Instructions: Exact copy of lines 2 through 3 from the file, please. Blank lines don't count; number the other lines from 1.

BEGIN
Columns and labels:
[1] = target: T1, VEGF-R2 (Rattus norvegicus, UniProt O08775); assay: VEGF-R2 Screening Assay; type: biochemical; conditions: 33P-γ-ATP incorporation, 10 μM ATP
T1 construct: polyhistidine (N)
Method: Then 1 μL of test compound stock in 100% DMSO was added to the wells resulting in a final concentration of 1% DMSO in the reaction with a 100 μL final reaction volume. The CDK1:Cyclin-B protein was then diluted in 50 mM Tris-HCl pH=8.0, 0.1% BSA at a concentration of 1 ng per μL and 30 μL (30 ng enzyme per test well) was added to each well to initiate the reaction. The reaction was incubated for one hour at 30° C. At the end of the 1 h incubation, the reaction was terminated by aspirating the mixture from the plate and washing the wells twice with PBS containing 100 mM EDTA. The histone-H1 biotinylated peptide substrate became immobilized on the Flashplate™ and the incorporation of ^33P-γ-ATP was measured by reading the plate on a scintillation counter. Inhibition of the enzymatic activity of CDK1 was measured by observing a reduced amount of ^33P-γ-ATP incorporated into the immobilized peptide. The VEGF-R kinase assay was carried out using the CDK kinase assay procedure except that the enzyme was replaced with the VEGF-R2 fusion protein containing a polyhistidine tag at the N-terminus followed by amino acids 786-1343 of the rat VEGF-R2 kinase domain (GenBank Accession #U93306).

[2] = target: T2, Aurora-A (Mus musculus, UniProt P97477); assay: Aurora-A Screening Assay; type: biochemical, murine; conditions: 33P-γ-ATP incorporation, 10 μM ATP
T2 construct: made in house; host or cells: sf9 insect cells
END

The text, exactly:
[1] = target: T1, VEGF-R2 (Rattus norvegicus, UniProt O08775); assay: VEGF-R2 Screening Assay; type: biochemical; conditions: 33P-γ-ATP incorporation, 10 μM ATP
T1 construct: polyhistidine (N)